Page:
“Greater love has no man than this, that a man lay down his life for his friends.” That’s a hero. And an heroic profession is one in which a person routinely puts his life at risk for the protection of his country, state, town or neighbor. Not only is it the norm for society to hold up such professions as heroic, it is morally appropriate. Of course, the main three immediately come to mind: firefighters, police officers and military (but there are others).

As the son of a slain police officer, let me point out some facts regarding the middle group. From FBI.GOV on the 92 law enforcement officers killed in the line of duty in 2012:

12 officers died from injuries inflicted while investigating suspicious persons or circumstances, eight who died were conducting traffic pursuits or stops, five were engaged in tactical situations, and five officers were killed as a result of ambushes (four due to entrapment/premeditated situations and one during an unprovoked attack). Four officers’ deaths occurred as a result of answering disturbance calls (two of which were domestic disturbance calls) and three officers were transporting, handling, or maintaining custody of prisoners. Two of the fallen officers sustained fatal injuries during drug-related matters, two were attempting to make other arrests, and two were performing investigative activities. Two officers were responding to robberies in progress, one was responding to a burglary in progress, and one officer was killed as a result of handling a person with a mental illness…

…Offenders used firearms in 43 of the 47 felonious deaths. These included 30 incidents with handguns, seven incidents with rifles, and three incidents with shotguns. The type of firearm was not reported in three of the incidents. Two victim officers were killed with vehicles used as weapons; one was killed with a knife; and one officer died from injuries inflicted with personal weapons, such as hands, fists, or feet.

Twenty of the slain officers were wearing body armor at the times of the incidents. Six of the officers fired their own weapons and two officers attempted to fire their service weapons. Three victim officers had their weapons stolen; however, none of the officers were killed with their own weapons…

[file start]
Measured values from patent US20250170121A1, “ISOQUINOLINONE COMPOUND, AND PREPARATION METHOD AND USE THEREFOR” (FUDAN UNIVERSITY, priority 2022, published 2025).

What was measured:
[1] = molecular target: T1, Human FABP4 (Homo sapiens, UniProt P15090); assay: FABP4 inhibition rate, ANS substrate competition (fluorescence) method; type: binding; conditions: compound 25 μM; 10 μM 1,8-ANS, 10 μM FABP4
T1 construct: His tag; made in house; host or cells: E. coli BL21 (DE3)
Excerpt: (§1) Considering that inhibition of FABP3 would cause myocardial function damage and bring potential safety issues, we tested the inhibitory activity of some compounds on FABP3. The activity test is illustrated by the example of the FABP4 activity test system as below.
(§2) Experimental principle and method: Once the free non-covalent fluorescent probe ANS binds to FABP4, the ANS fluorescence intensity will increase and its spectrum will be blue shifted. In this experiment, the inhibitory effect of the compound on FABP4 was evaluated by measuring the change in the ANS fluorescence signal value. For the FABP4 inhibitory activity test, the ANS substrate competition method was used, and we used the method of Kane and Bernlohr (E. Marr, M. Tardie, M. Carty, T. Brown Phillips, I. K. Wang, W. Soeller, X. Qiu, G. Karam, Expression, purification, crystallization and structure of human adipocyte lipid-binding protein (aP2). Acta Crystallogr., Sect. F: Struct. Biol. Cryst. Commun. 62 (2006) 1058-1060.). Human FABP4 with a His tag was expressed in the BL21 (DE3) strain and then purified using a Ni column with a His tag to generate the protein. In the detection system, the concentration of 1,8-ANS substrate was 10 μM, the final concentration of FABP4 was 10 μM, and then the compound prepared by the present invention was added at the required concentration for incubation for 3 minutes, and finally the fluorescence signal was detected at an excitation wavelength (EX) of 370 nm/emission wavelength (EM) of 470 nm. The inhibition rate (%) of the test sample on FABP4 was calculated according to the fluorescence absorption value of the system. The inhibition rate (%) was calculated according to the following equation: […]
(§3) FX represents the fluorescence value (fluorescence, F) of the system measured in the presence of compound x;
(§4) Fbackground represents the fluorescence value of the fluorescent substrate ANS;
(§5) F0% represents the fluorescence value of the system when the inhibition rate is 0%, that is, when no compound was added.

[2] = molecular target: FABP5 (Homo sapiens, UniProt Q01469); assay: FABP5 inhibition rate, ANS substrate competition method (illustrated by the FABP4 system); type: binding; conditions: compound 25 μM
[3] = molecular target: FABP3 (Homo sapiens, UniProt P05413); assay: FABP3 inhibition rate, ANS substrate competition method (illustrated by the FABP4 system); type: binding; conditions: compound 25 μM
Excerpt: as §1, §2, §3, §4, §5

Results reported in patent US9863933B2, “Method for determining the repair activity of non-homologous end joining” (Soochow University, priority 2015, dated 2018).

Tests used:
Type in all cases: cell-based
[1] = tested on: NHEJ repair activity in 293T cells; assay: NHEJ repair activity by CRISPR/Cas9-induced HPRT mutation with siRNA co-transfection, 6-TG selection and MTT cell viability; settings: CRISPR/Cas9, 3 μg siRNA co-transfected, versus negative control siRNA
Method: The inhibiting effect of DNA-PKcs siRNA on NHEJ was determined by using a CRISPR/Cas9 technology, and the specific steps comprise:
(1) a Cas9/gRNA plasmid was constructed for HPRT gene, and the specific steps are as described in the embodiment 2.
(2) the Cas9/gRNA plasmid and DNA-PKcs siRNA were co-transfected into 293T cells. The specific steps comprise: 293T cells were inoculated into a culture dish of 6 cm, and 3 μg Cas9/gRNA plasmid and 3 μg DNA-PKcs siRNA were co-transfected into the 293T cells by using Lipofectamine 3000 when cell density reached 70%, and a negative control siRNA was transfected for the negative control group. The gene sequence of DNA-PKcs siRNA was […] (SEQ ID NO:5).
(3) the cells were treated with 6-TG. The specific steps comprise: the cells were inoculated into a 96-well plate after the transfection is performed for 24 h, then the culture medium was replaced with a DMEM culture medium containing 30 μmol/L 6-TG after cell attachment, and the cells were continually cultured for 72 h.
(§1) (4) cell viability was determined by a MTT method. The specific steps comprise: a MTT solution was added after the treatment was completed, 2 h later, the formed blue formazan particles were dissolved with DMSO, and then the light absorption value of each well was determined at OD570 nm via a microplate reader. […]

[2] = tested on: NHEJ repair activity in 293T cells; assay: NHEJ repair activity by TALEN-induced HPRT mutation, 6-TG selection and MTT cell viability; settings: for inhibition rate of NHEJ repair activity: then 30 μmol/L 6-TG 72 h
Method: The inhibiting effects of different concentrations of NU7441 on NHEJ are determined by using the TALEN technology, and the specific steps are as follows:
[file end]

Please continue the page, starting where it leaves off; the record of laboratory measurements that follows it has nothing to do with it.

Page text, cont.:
…Of the officers who died as a result of accidents, 22 died due to automobile accidents, 10 were struck by vehicles, and six officers were in motorcycle accidents. Three of the officers were killed due to aircraft accidents, two in accidental shootings, one from a fall, and one officer died as a result of an ATV accident.

You are correct when you describe such men as “flawed, biased, mistake-filled human being[s];” however, it is only because such mistake-filled human beings are willing to give their lives in such service that people like you (and me) get the opportunity to continue living and making mistakes.

You say that there are heroic ideas. But ideas cannot die for you or protect you. Your life has benefited greatly from ideas such as freedom, God-given rights, and civil justice; but unless there were heroes willing to die to bring the benefits of those great ideas to your life, such ideas would be nothing but reading material.

Even the ideas of righteousness, redemption, and salvation would be powerless without the heroic Savior to lay His life down for us so that we could benefit from these ideas.

11 John Fariss December 26, 2013 at 5:28 pm

Well said, Ken! As a former police officer and the son of a career officer, as well as the cousin, nephew, great-grandson, great-great-grandson, and great-great-great grandson of men who served in the military from the Revolutionary War through Vietnam (one of who was killed and one of whom received the Medal of Honor) you have well stated your point.

John

12 Ken Hamrick December 27, 2013 at 8:25 am

Thanks, John!

13 Adam G. in NC December 27, 2013 at 1:39 am

Oh, I get it!
Woobler=cynical blogger

14 Jeremy Parks December 27, 2013 at 1:47 am

No, I said it was an honorable profession.

15 Debra December 27, 2013 at 8:38 am

That comment gave me a good laugh!

16 Debra December 27, 2013 at 9:22 am

I think what you are dealing with is the worship of man. When people begin to worship a woobler, it becomes distasteful to many of us. But if people worship them, and not the God they speak of, that is not their fault ( if they truly godly men/women). I have to overcome my distaste of many a woobler because of the status put on them by man. But God often calls my heart back to the truth they preach. They often preach/teach God’s word in new and inspiring ways, making us sit up and listen. It is the truth they preach that can change lives, not who they are themselves. What infuriates many of us is how others worship these wooblers. We must only worship God!
Honoring our heroes is different. I see our heroes as those who are willing to put their lives in danger in order to give us freedom and safety, men and women in Law enforcement and the military. Honoring men and women for what they do, is very different. So I don’t have any problem with having heroes. I honor them for what they do, not for who they are. Because who they are is human, and they will fail…and thats ok. I think there is less hero worship than there is woobler worship amongst the Christian world.